My old pal and fellow eagle researcher, Frank Isaacs, recently sent me a Bigfoot news release that reminded me of that fabled beast of mountains and forest, and an experience worth sharing.
Back in the '60s my young family and I often were a presence in the life and home of Chief Lelooska, a man of Cherokee descent renowned for his deep knowledge and promotion of Native culture. At least three Friday nights in a month I'd take a bunch of K-8 kids and a few parents in the Oregon Museum of Science and Industry bus, named the Space Cruiser, to the Laeooska longhouse in Aerial, Wash., where we'd witness and enjoy Lelooska's stories about the Northwest people's traditions. To say Chief Lelooska was good at it would be a gross understatement!
Chief Lelooska was good at everything he put his hands, mind and voice to. I can recall one especially exciting night in the longhouse, as the shaman started the fire ring by shaking his rattle at it, and Lelooska's hulking little brother, Smitty, carried out his frightening grizzly bear dance around the fire ring. Lelooska himself stood by the magnificent head board he carved, beating on his ceremonial drum, which he also created, preparing to tell the story of the "Frog Woman."
It's one of the more frightening traditional stories of the Nuxalk, or Bella Coola people. When he was finished, all the frogs in the pond below the longhouse suddenly began to shout, their croaking deafening. Usually Chief Lelooska said goodnight to all his guests and bade them return, but not that night! He bolted from the longhouse and was gone!
I got all the kids and parents into the Space Cruiser and trotted over to the house, where Lelooska's mother Mary met me at the door. "Where's Lelooska?" I asked her. She said, "I think he's in the closet in the back of the house; as he went by me he shouted, "I made a mistake with the frog woman story! The frogs are all mad at me! Listen to them!"
"Yep, they're making quite a ruckus,'" I said, asking, "May I go talk to him?"
"Someone should," she said, placing her hands over her ears.
I found Lelooska in the closet and spoke to him."Go away!!" he shouted, "I made a mistake and the frogs are all mad at me!"
I thought about that for a moment and then said, "Chief, I think you're not interpreting this correctly. I don't think the frogs are mad at you; they're thanking you."
It's a good thing I wasn't standing near the closet door, for it suddenly banged open and every ounce of that magnificent 400-pound man strutted forth from the closet, shouting, "Mother! Do you hear the frogs? They're thanking me!"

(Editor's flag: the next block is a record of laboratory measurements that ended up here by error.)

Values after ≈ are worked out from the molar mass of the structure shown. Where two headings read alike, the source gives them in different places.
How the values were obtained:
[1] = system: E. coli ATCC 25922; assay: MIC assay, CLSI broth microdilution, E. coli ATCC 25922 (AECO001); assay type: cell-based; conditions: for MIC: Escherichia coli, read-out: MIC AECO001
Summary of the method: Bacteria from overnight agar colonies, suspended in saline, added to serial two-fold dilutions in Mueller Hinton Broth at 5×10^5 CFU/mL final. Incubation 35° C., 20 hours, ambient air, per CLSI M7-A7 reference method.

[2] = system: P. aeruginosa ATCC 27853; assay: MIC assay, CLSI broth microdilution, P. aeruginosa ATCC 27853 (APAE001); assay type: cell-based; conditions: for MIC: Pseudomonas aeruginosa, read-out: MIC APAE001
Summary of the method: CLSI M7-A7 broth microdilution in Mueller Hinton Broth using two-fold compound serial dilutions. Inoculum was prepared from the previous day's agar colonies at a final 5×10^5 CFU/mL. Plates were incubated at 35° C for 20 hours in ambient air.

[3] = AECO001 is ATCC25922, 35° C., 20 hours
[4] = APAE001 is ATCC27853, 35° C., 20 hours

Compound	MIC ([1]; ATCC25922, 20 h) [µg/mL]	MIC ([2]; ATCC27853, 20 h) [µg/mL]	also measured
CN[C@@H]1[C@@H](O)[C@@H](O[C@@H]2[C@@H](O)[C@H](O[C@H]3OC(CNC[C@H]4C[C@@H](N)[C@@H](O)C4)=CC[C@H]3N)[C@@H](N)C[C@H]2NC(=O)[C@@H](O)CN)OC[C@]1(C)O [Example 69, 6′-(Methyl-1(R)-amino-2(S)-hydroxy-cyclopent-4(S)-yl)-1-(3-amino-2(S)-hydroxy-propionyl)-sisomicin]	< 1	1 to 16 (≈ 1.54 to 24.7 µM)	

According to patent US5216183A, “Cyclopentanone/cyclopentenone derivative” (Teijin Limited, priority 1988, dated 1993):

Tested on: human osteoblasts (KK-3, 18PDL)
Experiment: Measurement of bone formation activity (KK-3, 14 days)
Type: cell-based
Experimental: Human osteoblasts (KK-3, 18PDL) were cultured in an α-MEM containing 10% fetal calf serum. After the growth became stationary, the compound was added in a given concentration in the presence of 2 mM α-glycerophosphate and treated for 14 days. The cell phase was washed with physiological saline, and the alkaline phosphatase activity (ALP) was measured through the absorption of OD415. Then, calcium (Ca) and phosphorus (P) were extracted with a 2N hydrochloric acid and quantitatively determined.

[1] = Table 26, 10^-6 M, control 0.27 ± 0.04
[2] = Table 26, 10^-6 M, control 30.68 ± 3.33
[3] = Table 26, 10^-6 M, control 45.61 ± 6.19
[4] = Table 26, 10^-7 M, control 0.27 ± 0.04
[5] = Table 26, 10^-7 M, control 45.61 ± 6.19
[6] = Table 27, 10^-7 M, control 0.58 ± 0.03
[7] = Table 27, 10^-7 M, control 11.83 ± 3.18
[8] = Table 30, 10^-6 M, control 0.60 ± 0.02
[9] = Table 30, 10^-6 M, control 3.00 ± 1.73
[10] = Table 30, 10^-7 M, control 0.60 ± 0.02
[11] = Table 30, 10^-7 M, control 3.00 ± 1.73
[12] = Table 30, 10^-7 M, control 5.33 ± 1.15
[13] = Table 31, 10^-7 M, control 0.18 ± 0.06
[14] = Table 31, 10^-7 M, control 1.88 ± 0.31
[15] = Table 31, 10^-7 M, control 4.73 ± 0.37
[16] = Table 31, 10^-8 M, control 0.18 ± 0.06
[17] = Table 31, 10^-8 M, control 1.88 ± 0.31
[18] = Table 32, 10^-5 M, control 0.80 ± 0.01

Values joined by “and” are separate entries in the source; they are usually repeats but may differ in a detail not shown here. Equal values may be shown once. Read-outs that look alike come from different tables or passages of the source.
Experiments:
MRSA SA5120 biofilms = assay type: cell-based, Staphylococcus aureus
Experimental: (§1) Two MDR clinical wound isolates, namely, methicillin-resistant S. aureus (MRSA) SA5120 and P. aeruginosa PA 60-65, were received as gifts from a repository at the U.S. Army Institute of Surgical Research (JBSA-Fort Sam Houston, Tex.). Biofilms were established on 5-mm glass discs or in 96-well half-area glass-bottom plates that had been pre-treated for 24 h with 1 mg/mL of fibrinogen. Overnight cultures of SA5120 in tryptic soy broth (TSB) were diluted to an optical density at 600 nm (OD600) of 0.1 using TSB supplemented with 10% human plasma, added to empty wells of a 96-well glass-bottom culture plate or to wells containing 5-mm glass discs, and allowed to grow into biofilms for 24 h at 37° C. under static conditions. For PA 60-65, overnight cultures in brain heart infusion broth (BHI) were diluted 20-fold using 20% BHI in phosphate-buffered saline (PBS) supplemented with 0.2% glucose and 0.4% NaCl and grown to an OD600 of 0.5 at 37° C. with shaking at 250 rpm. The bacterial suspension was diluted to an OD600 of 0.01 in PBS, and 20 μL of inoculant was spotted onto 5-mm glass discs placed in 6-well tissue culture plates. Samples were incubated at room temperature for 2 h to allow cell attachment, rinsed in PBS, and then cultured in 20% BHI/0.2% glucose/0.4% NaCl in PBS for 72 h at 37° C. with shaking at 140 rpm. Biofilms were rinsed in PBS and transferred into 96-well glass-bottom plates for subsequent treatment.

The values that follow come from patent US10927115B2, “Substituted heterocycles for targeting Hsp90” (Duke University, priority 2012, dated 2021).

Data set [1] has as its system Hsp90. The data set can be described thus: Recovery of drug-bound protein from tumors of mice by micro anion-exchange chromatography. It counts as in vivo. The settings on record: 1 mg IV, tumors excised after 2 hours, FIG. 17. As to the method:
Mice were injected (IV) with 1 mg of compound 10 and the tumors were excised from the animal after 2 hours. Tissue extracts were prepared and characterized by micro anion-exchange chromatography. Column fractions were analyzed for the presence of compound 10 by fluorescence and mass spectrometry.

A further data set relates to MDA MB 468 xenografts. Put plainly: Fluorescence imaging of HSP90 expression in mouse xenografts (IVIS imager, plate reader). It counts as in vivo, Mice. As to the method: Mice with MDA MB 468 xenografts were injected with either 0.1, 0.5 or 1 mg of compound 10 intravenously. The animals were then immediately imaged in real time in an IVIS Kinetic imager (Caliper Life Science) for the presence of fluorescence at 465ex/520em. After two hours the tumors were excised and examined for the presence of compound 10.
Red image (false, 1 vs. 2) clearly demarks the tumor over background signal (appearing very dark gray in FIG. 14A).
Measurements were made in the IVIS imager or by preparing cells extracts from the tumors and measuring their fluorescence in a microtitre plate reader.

The Bigfoot Angle
One Thanksgiving my family and I were having a great visit involving delicious elk and wonderful Indian games with Lelooska and his family, we got into a discussion about the "Big Men of the Mountains," as he called the creature(s) we call "Bigfoot."
I kinda scoffed at the idea and Don (Lelooska's real name was Don Smith) went to the front door of his home, yanked it open, turned toward Mt. St. Helens and shouted—as only Chief Lelooska could shout—"Oh, Big Men of the mountains, please don't listen to this foolish boy, I believe in you! I know you're there! Please don't come down and pull my house posts over again!"
Then he came back into the kitchen, slid up close to me and said, "You watch birds, don't you?" I affirmed that I did, and then he added, "and you've heard them singing at night, haven't you?" I assured him I had, and then gripping my arm, he whispered, "Those are not birds... those are the Big People of the Mountains...that's the way they communicate," and he left the table.
About that time my brand new son, Dean, got to fussing, so I put him into one of those new fancy backpacks for little ones, and headed up through the clear cut on the other side of the road from the longhouse and Don's home.
Dean was asleep by the time I got about a quarter-mile up the hill, so I sat down on one of the stumps to enjoy the quiet view of Cougar Reservoir. Then, right behind me I heard (what I thought was) a couple of chirping juncos complaining about my waking them up.
The hair on the back of my head stood straight out and a very uncomfortable feeling came over me, and without hesitation I got off the stump and headed down through the clear cut for the house—at a faster pace than I would have normally.
As I came flying though the front door, Don was standing there watching me as I closed it, and as I turned around, he got a silly little grin on his face and whispered, "You heard them didn't you?" and strutted off.
So, do I believe in Bigfoot, or as my dear old pal, Chief Lelooska knew them, The Big Men of the Mountains. Well...maybe.